Saturday, August 20, 2016

Legendary Beasts: Hodag and Squonk

The Hodag
If you search the internet for information on a ferocious beast known as a hodag, you'll find all sorts of information that links him to the town of Rhinelander, Wisconsin. However, Rhinelander does not own this ugly, surly, elusive fellow! When I was growing up in Elk County, Pennsylvania, all the boys who spent a week or two at a nearby Boy Scout camp, called Camp Mountain Run, had terrible tales to tell of the hodag that lurked in the woods there. Of course, none of the boys ever actually saw him. They heard his screeching, roaring, and the slapping of his tail. And they heard stories.


A logger brutally murdered by a hodag
According to the legends, a hodag is the size of a rhinoceros. It has a face like a frog but with long fangs. It also has tremendous claws, and a long tail with spikes at the end of it. Hodags live very far back in the forest, but the ground trembles when they approach and they apparently consider young Boy Scout flesh to be quite tasty.

One of the stories in my collection The Bucktail Cap in the Trunk is called Father Nick and the Hodag. In the story Father Nick talks two parish boys into helping put a fright into a bunch girls camping out. It does not go as anticipated and both Father Nick and the boys wind up nearly pummeled to death when girls, who were making mountain pies over a camp fire, beat the poor hodag with hot pie irons. A punishment likely worse than getting attacked by an actual hodag.

It is sort of interesting, given the native land of many of the people of Elk County, that the hodag should also surface in a town called Rhinelander. Many of the settlers to our county came from the Rhine Valley in Germany. I have not been able to find a source for such a beast in German legends but it is highly likely one existed. Hodags are mentioned in several Paul Bunyan stories.

The Squonk
Another beast that appears to be native to Pennsylvania is the squonk. In 1969 the Argentinian writer Jorge Luis Borges wrote a book called The Book of Imaginary Beings. In it he mentions the squonk which is alleged to dwell in the dark, dense hemlock forests of north central Pennsylvania. According to Borges's story, the squonk is a very ugly creature with loose fitting skin and covered with warts and blemishes. The poor little squonk is very, very ashamed of his ugliness and spends all his time hiding and crying.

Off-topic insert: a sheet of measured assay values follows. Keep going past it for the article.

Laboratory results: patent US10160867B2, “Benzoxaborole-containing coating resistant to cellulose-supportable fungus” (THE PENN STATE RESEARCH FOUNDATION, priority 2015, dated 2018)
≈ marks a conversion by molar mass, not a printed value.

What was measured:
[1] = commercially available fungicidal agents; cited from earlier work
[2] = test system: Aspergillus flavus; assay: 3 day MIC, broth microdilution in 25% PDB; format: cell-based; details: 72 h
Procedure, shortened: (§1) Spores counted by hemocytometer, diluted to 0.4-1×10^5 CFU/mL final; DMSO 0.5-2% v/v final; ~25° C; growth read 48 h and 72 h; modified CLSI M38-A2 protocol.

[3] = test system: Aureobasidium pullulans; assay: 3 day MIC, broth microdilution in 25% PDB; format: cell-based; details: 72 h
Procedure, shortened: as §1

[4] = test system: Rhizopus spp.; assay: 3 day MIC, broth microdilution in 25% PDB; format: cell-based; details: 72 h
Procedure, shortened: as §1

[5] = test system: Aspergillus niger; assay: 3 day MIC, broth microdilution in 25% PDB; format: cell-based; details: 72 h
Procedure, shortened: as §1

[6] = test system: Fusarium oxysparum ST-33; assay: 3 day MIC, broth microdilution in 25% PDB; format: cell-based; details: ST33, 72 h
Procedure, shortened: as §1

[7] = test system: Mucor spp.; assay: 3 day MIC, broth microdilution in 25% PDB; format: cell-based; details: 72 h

No squonk has ever been captured and for a very interesting reason. The squonk has the mysterious ability, when cornered, to dissolve into a puddle of tears. A certain J.P. Wentling claimed to have captured one and, as he carried the beast home in a burlap sack, the sack got lighter and lighter. When he looked inside there was nothing but a puddle of tears sloshing around.

No one seems to know the origin of the squonk but they are persistent. In the song Any Major Dude Will Tell You by Steely Dan, the lyrics go, “Have you ever seen a squonk's tears? Well, look at mine.” And the rock group Genesis have a song called Squonk on their album A Trick of the Tail. The squonk also appears in a number of plays and stories.

Walking home that night
The sack across my back, the sound of sobbing on my shoulder.
When suddenly it stopped,
I opened up the sack, all that I had
A pool of bubbles and tears - just a pool of tears.

- part of the lyrics of "Squonk" by Anthony Banks, Michael Rutherford

As for the hodag, one would be hard-pressed to go very far in Wisconsin without coming across hodags mounted outside restaurants, as mascots for radio stations and sports teams. There are hodag festivals and a huge hodag sits in front of the Rhinelander Chamber of Commerce.

Where hodags and squonks come from one can only imagine, but they are a delightful part of local folklore wherever they appear and just custom made to be used in stories by writers who have a love of such things.


Thanks for reading.

23 comments:

  1. I think I would rather for the Hodag for president than either of our choices! :-) Interesting. I had not heard of either of these creatures. Have you heard of the Rougalou? I transplanted them to Paris for my latest WIP.